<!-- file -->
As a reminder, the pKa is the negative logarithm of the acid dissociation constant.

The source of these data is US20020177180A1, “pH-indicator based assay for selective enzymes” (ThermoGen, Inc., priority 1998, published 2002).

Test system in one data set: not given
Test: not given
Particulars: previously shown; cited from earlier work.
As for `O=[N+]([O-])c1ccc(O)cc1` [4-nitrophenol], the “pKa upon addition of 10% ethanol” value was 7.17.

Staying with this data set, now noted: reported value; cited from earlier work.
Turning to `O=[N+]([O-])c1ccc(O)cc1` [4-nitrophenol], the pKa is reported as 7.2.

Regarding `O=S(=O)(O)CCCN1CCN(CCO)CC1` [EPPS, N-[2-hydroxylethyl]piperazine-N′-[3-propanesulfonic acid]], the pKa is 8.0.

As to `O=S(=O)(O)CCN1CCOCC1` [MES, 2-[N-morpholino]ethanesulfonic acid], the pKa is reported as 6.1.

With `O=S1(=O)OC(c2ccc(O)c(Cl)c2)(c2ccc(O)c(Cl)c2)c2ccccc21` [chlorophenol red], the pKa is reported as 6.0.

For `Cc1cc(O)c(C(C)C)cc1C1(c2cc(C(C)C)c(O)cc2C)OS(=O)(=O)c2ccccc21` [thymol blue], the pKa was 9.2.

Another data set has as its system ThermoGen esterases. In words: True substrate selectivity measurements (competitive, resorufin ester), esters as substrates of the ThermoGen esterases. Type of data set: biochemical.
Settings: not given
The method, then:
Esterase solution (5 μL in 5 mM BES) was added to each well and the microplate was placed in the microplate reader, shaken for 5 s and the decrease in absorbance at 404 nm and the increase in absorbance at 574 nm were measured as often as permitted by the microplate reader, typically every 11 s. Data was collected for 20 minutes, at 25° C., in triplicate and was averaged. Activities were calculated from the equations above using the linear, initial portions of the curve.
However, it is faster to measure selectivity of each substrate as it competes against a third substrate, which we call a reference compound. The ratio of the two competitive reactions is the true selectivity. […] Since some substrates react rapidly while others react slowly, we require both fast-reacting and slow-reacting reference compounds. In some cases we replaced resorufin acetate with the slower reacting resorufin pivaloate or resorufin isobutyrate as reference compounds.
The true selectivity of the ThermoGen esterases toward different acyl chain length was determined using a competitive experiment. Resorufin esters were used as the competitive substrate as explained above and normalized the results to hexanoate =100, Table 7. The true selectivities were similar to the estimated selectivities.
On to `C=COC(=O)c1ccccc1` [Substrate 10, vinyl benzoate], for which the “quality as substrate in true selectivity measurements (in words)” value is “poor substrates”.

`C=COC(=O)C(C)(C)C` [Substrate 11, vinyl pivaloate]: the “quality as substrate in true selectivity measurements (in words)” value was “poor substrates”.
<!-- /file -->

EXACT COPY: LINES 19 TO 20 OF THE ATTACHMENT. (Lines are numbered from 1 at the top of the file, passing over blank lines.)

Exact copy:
On to `C=COC(=O)c1ccccc1` [Substrate 10, vinyl benzoate], for which the “quality as substrate in true selectivity measurements (in words)” value is “poor substrates”.

`C=COC(=O)C(C)(C)C` [Substrate 11, vinyl pivaloate]: the “quality as substrate in true selectivity measurements (in words)” value was “poor substrates”.